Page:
Thursday, September 02, 2010
A Few Offense Predictions, Bold or Not
Here are a few things I think are realistic for our Dawgs in 2010:
With a two-headed tailback, often neither achieves a 1000 yard season but can still have a successful year. I prefer to look at yards per carry (YPC) as a measure. Last season Caleb King had 5.21 YPC with 114 carries and Washaun Ealey had 5.74 YPC with 125 carries. By comparison, in 2007 Knowshon Moreno averaged 5.38 on 248 carries while Thomas Brown averaged 5,26 with 148 carries. Typically, YPC will go down as the total number of carries goes up. Notice that in 2007 Moreno/Brown had 396 total carries while King/Ealey totaled 239 carries in 2009. Assuming that both stay healthy and have more than 150 carries apiece, anything above 5.25 YPC would be outstanding. With our experienced offensive line and inexperienced QB, I expect us to rely on establishing the ground game early. For this reason, success running the ball is critical to winning. Everyone that was involved with the resurging rushing attack at the end of 2009 is back, so hopefully these guys will hit the ground running - so to speak - and gaudy rushing figures will be achieved early and often. I think it is a fair expectation that our two tailbacks will combine for more than 1600 yards. More importantly, we need to get back to the TD production of Moreno/Brown in 2007 in which the two combined for 24 TDs and the team had 32 rushing TDs compared to only 17 in 2009 (10 combined from King/Ealey.) So, my final analysis and prediction for combined output is 1600+ yards and 20+ TDs. If this happens, these two will have had commendable seasons and the Dawgs will have at least 10 wins.
We can expect 3 or 4 rushing TDs from our fullbacks and perhaps 2 or 3 more rushing TDs from other positions including QB and receivers - like Branden Smith on the reverse. This means total rushing TDs between 25 and 28 is my guess. If this happens, passing TDs will go down compared to last year.
Here are passing yardage and TD figures the past few seasons:
2009 (Joe Cox, Sr) - 2584 yards and 24 TDs.
2008 (Matthew Stafford, Jr) - 3459 yards and 25 TDs.
2007 (Matthew Stafford, So) - 2523 yards and 19 TDs.
2006 (Stafford, Fr/Tereshinski, Sr/Cox, RFr) - 2397 yards and 12 TDs.
Last season, Joe Cox threw a ton of interceptions (15) but he also had a high total of TDs for a first year starter. Part of that was because we could not run the ball into the end zone the first half of the season so we had to pass more than we should. Because I expect our rushing attack to be much better than last season and therefore I expect more rushing TDs, look for passing TDs to drop back into the teens. I think the number will be higher than 2006 simply because of the AJ Green factor. Plus our tight ends create coverage problems that can be exploited and hopefully often. I think Murray is capable of throwing between 14-17 TDs this year. I will be surprised if he gets into the 20's - but pleasantly so if our rushing TD numbers are also in the 20's.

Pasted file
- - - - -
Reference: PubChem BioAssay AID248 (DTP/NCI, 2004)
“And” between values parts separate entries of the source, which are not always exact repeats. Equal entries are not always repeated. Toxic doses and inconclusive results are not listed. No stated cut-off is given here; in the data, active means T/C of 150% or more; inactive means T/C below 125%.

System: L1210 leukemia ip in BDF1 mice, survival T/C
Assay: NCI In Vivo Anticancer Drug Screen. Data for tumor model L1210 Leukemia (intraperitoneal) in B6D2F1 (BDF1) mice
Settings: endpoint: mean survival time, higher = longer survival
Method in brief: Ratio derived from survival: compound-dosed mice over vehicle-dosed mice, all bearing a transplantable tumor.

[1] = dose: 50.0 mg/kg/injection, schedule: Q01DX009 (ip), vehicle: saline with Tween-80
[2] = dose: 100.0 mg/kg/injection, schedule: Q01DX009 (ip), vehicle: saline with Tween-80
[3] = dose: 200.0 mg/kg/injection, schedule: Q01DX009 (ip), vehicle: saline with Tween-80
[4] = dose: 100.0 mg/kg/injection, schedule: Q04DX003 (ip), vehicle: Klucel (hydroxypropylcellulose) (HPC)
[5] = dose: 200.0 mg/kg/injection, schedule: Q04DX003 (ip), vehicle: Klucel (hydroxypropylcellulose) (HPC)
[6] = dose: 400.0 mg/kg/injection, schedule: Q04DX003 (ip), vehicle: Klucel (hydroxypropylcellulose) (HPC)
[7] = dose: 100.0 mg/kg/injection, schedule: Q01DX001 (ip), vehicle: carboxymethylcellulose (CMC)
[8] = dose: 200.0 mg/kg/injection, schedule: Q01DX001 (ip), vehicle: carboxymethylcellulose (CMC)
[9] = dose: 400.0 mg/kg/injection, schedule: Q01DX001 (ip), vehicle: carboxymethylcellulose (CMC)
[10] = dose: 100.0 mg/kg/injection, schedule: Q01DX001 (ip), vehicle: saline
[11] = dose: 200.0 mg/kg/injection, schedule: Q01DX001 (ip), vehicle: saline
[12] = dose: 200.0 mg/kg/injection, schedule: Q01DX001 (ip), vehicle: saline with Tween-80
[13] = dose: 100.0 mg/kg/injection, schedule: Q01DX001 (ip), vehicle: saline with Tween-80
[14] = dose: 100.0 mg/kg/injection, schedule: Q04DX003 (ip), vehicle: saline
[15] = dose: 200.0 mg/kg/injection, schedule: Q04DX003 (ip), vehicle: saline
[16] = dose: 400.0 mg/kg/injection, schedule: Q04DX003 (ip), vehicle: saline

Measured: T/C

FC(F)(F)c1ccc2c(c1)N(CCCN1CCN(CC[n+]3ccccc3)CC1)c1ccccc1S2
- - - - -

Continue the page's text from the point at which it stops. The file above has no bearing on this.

As for passing yardage, expect lower totals by virtue of improved rushing stats. Still, with the solid core of receivers, the deep threats included, Murray should still be able to post gross numbers between 2000 and 2300 yards.My guess is that he will be right at 2100 yards.
Interceptions will be an important stat to watch. Stafford suffered 13 as a Freshman and then 10 each year as a Soph and Jr. As noted, Cox tossed 15 into the delighted arms of our competition last year. Can you believe that as a Sr, David Greene only threw 4 picks and DJ Shockley only threw 5 as a Sr. It would be unreasonable to expect Murray to match those seniors, but he could keep it in single-digits if he doesn't get sloppy (Cox) or take too many risks (Stafford). I know Coaches Bobo and Richt are preaching to him to protect the football and he did not do a great job of that in the Spring Game. Hopefully, the lessons are sinking in and his mistakes will be minimized by the presence of a sound rushing attack and good pass protection from the veterans up front. I think anything under 9 picks will be a good showing. Anything over 10 will be potentially disastrous.
AJ Green is looking for a 1000 yard season. To get there, he will need to touch the ball around 6 times each game - assuming he is healthy for every game. If AJ is healthy for every game, he will eclipse 1000 yards, but barely.
The rest of the receivers and a few backs will be sharing the remaining 1100-1200 yards receiving. I will predict the order to be something like this (in descending yardage totals): Tavarres King, Orson Charles, R. Wooten, A. White, Caleb King, Marlon Brown, Chapas, etc.
As for the distribution of the approximate 16 receiving TDs, nearly half will belong to AJ Green, followed by Charles, T. King, White, Wooten, C. King, etc.
Sometimes, scoring too many field goals is a bad sign. But, if many of them are from greater than 40 yards, they can be a blessing. In his best season, Brandon Coutu nailed 23 of 29 attempts and several misses were from 50+ yards. Last season, Blair Walsh hit 20 of 22 and only 4 attempts were from inside 30 yards. One of the two misses was from 50+. Blair was perfect on PATs with 42/42. These stats indicate the the red zone offense was pretty good and Blair was near perfect. He drilled 11 of 12 from greater than 40 yards. If he has an identical season in 2010, we will be blessed. But, for good measure, lets raise the bar and shoot for a couple more good field goals for a total of 22.
If all of these projections turn out, we will win 10 or more games. I think the most important statistic in this article is the rushing TDs followed next by the interceptions number. If we rush for at least 28 TDs and throw less than 9 INTs, we will play in Atlanta in December. What do you think?